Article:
These Latinx YA books have something for everyone: magic, fantasy, reality, and love.
By Rendz Martinez
Not long ago, maybe three or five years ago, you could have googled "books with Latinx characters" or "Latinx YA" and would've gotten a few results. A few. I'm being generous here. But I will be honest, a lot of them would have been written by non-Latinx authors or would have been Adult books mislabeled as YA. Not today though. The push for diversity in YA literature and the surge in #ownvoices stories have created this pot of gold with new, fresh, and authentic Latinx YA. Of course, there is always room for more, and as readers, we need to do our part to support these diverse stories by reading, and buying or borrowing them!
We Set the Dark on Fire by Taylor Kay Mejia
Medio School for Girls prepares students for one of two possible futures, both of them a life of subjection under their husband. Dani is at the top of her class, but has lied and kept secrets to get there, and things get twisted right after graduation. This is a fiery book about girls taking on the patriarchy, fighting for equality, and even finding themselves falling in a forbidden romance.
Barely Missing Everything by Matt Mendez
Three voices. Three plans. A possible life-changing meeting. None of which go accordingly. This book explores teenage growing pains alongside the injustices brown kids face. I'm pretty sure I'm going to sob when I read it, so I figured I would give you a fair warning as well. I mean the blurb does say this is a "heartbreaking, no-holds-barred debut novel." Grab that Kleenex.
Dealing in Dreams by Lilliam Rivera
A dystopian novel about girl gangs running the streets of Mega City. Nalah and her crew are given a life-altering mission that could get them into a better home. But this mission demands a lot from Nalah and, by the time it's over, she might not be the same person. I adored Rivera's contemporary debut, The Education of Margot Sanchez, so I am excited to see what she does with sci-fi.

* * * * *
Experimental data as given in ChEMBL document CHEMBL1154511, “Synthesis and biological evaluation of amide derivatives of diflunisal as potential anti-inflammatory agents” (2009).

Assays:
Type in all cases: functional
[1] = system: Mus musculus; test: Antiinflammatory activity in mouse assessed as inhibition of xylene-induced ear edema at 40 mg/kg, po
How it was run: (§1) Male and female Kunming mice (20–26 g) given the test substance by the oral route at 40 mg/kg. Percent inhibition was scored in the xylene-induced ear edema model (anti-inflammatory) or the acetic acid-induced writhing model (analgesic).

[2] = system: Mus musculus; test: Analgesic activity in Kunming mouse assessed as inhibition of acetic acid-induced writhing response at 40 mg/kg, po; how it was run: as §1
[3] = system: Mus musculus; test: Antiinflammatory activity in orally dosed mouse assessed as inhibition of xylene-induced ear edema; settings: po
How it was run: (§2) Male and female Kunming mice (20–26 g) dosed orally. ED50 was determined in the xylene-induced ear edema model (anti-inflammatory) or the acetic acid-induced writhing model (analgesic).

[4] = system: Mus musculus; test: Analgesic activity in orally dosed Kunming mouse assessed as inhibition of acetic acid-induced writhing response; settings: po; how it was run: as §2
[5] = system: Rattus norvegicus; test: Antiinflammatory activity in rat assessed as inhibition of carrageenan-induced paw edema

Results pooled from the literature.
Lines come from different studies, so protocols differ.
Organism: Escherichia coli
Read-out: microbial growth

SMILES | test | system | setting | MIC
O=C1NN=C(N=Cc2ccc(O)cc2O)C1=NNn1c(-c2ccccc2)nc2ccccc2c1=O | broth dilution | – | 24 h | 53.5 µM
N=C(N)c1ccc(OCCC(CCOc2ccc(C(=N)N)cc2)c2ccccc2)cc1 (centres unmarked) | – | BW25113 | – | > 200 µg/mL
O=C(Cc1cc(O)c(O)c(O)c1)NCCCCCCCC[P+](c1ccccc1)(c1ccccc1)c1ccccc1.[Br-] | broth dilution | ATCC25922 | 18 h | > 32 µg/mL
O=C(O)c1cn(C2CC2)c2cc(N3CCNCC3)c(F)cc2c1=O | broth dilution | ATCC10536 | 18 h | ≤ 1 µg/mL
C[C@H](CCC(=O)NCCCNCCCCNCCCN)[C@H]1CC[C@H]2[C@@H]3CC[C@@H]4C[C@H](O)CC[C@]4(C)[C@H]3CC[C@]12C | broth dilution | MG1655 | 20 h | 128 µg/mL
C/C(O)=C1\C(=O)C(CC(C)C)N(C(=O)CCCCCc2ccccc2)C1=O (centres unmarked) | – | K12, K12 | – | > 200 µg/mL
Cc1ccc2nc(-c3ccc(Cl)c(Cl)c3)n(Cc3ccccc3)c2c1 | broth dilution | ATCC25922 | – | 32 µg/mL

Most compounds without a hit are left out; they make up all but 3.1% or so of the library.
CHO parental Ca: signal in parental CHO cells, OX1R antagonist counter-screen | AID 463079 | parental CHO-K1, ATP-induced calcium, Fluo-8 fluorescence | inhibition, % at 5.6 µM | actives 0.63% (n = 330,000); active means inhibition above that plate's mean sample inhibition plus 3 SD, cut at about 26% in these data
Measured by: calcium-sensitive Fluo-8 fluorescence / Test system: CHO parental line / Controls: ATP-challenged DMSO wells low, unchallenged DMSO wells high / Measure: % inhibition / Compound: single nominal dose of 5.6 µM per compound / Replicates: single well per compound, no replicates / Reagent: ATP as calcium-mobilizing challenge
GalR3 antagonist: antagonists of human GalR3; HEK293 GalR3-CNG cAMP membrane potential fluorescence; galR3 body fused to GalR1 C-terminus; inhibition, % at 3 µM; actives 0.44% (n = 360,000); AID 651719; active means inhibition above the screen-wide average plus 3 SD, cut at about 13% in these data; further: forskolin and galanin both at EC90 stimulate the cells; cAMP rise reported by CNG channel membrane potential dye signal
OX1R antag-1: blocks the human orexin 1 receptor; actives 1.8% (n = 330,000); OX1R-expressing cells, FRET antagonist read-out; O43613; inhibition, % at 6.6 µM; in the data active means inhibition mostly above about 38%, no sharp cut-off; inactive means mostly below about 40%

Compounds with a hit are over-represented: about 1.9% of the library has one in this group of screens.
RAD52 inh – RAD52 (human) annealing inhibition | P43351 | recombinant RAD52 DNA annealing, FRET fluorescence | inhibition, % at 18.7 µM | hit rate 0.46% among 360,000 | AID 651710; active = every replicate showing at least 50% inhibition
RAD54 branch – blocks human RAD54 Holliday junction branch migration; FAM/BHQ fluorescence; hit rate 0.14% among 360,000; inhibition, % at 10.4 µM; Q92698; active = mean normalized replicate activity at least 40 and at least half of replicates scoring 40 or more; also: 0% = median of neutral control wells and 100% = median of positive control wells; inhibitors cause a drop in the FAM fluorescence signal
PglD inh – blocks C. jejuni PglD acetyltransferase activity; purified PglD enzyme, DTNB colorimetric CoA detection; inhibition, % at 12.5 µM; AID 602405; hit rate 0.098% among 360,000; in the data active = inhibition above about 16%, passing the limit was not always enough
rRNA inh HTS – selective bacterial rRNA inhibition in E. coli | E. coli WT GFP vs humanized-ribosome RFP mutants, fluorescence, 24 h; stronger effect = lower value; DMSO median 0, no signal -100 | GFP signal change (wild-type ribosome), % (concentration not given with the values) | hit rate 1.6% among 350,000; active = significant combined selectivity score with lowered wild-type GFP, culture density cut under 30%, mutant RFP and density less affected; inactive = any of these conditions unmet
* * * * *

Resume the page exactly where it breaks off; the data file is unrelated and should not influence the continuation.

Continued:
Brief Chronicle of Another Stupid Heartbreak by Adi Alsaid
Everyone needs a good summer romance. You just do. Don't question it. Although this one might not be your conventional romance, as our main character Lu is much more interested in following a couple who plans to break up. The novel tackles the essential element of romance: what it means to be in love and what happens to love after the end of a relationship.
Nocturna by Maya Motayne
A Dominican-inspired fantasy about a faceless thief and a prince without a future. Chock-full with high-stakes adventures, dark magic, fast-paced action, and characters who will capture your heart completely! I read this and absolutely adored it. Highly recommend!
Don't Date Rosa Santos by Nina Moreno
Cubans, curses, cultural pressures, and college. Four things that will make a fine read. Rosa is cursed by the sea, but that takes a back seat when her life decisions start to creep up not so subtly on her and she finds herself caught between her choices. I think this book will give you those perfect summer vibes, so be sure to give it a read!
With the Fire on High by Elizabeth Acevedo
A delicious read this will be no doubt. High school senior Emoni Santiago has a lot on her plate: a daughter, an abuela, cooking class, and the future. Lots of tough decisions have to be made, none of which can be handled on an empty stomach, so she gets cooking. This novel explores the highs and lows of pursuing one's dream and the talent of one girl in a kitchen.
The Grief Keeper by Alexandra Villasante
Marisol's life is turned completely upside down when her brother is murdered, and she and her sister flee their home in El Salvador in hopes of reaching the American border. It gets even harder when the only opportunity she has to stay is on the condition she becomes a grief keeper. This is a story that I am sure will touch the hearts of many who have known the trials of immigration and LGTBQ+ folk in Latin America. You might want to pull out those tissues again.
All of Us with Wings by Michelle Ruiz Keil
Xochi finds an escape from her past by becoming a live-in governess to twelve-year-old Pallas. When the two tamper with magic and summon ancient living creatures, their world is suddenly in a lot more danger. I have a feeling this book is going to rock some readers' worlds. It is magical realism that hits hard, and I think many contemporary and fantasy readers alike will have something to look forward to!
(Cover picture @mybookvision)